Several laws have been enacted to help protect the rights of those who work in the maritime industry, yet what about those whose time out on the open water is only temporary? When you embark as a passenger on a ship from Manhattan, you may face many of the same sea-related dangers as those who work on the vessel. Yet are you protected by the same statutes that maritime workers rely on when they are injured at sea, or are you protected by general liability laws?
Federal legislation like the Jones Act is specifically meant to cover maritime workers. According to the U.S. Department of Transportation, cruise ship passengers are instead protected by the Cruise Vessel Security and Safety Act. This law was enacted in 2010 to provide for stricter policies for dealing with incidents that occur on cruise ships. The law required cruise ship to increase their surveillance capabilities through onboard video cameras and time-sensitive locks and latches. In addition, it mandated that cruise line operators create policies that restrict interactions between passengers and crew. If a criminal incident were to occur onboard a cruise ship, the Federal Bureau of Investigation would have jurisdiction over the case.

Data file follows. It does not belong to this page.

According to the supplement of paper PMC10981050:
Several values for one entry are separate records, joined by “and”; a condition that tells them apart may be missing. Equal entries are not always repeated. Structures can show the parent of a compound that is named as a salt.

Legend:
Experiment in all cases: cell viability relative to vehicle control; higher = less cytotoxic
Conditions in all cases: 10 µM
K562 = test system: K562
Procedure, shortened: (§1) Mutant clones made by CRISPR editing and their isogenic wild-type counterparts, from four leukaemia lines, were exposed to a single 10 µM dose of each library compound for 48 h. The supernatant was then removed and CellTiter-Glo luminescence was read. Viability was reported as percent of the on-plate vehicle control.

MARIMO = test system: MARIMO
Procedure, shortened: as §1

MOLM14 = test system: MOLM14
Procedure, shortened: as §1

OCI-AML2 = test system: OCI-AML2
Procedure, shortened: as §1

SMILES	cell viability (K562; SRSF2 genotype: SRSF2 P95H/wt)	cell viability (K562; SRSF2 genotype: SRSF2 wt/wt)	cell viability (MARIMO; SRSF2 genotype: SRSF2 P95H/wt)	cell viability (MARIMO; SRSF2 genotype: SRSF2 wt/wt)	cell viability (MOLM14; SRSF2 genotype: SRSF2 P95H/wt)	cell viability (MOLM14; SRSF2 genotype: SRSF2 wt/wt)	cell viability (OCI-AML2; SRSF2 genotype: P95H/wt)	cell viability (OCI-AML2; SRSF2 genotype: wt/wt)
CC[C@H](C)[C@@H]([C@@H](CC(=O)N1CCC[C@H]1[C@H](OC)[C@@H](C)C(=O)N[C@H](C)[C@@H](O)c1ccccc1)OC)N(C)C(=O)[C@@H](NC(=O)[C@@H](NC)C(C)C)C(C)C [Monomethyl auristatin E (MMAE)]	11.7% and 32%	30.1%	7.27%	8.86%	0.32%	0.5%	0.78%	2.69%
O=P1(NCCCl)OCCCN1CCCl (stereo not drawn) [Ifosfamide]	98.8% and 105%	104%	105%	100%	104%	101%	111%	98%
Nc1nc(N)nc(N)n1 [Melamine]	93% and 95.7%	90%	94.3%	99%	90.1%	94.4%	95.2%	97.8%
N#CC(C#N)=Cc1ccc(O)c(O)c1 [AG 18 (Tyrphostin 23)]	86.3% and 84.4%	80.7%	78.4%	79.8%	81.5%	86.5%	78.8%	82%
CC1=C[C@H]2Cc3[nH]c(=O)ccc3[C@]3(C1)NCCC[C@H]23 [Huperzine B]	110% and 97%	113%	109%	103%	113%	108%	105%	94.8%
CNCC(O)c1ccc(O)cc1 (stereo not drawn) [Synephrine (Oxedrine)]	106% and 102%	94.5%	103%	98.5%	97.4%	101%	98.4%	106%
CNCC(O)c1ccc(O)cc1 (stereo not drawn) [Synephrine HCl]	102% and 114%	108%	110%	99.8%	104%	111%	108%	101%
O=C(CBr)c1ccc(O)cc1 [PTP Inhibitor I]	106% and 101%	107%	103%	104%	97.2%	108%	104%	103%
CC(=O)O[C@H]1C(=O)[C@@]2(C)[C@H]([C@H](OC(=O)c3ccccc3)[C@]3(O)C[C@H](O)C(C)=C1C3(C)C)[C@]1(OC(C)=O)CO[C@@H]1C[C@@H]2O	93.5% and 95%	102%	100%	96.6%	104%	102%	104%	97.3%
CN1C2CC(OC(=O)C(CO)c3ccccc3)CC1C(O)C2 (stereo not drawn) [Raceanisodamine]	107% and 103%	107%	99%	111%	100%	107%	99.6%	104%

In terms of liability for cruise ship accidents, every ship that sails out of a U.S. port is required to follow the standards set forth by the International Convention for the Safety of Life at Sea. These regulations govern issues such as:
- Fire safety
- Vessel control, integrity and stability
- Navigational safety
- Crew competency
- Safety management
- Environmental protection
The U.S. Coast Guard is tasked with inspecting cruise ship in port to ensure compliance with these regulations. The Coast Guard is also responsible for the safety of cruise ships themselves while on the water.